Bargaining gets tougher on gov’t-led election bill
ANKARA - Hürriyet Daily News
The AKP government seeks support of opposition parties in order to hold local elections in an earlier date. DAILY NEWS photo, Selahattin SÖNMEZNo quick breakthrough appears to be on the horizon concerning the ruling party’s proposal for rescheduling local elections from March 2014 to Oct. 27, 2013, as well as for its bid to lower the age of poll candidates to Parliament from 25 to 18. Both opposition parties have hardened their positions against these proposals.
The Nationalist Movement Party (MHP) announced its decision not to back the proposal over the weekend. The draft proposes to allow candidates as young as 18 to run for Parliament and grants voting rights to those carrying out their military service. The Justice and Development Party (AKP), who has 326 seats in Parliament, needs the support of either the MHP or the Republican People’s Party (CHP) to be able to amend the Constitution, which requires at least a two-thirds majority of 550 deputies.
“This move should be seen as an attempt of officiousness and opportunism that sabotage the new constitution works,” MHP leader Devlet Bahçeli said. Adding that four parties have been working on rewriting the constitution, Bahçeli expressed his difficulty in understanding the rashness of the government. On rescheduling the poll date, the MHP is introducing a more complex stance due to the fact that the party backed the government’s failed effort to hold the elections on Oct. 27, 2013 instead of March 2014. The MHP officials stress that they have backed the proposal to hold elections on Oct. 27, 2013, but will have to reconsider if the AKP proposes another date.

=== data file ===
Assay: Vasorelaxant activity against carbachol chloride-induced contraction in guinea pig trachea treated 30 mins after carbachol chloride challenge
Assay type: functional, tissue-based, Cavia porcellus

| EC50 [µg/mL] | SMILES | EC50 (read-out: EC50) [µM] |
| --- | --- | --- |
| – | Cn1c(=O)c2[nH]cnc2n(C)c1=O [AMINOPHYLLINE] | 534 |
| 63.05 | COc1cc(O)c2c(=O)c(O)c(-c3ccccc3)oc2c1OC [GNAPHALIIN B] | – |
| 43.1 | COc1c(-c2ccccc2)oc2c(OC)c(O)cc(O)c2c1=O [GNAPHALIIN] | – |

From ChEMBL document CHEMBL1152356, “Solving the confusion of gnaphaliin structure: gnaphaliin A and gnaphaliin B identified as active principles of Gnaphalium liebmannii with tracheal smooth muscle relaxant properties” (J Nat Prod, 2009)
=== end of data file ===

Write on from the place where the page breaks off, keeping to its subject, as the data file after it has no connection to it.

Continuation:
The AKP-MHP alliance could not obtain the required 367-vote majority last week, sparking a minor crisis in both parties and forcing the ruling party to seek the support of the CHP, which has 135 seats in the Parliament.
CHP: Polls every 5 years
The CHP, however, has no intention to back the government’s efforts to hold local polls five months earlier than usual but is signaling that it could back the idea of changing the age of electability from 18 to 21.
“These are the people who elect mayors. The Constitution says mayors are elected for five years. How come lawmakers can shorten their services?” CHP leader Kemal Kılıçdaroğlu told reporters over the weekend.
Parliament, meanwhile, began discussions on the government-backed draft law allowing the establishment of 13 greater metropolitan areas in addition to the current 16 in an attempt to give the AKP a poll advantage.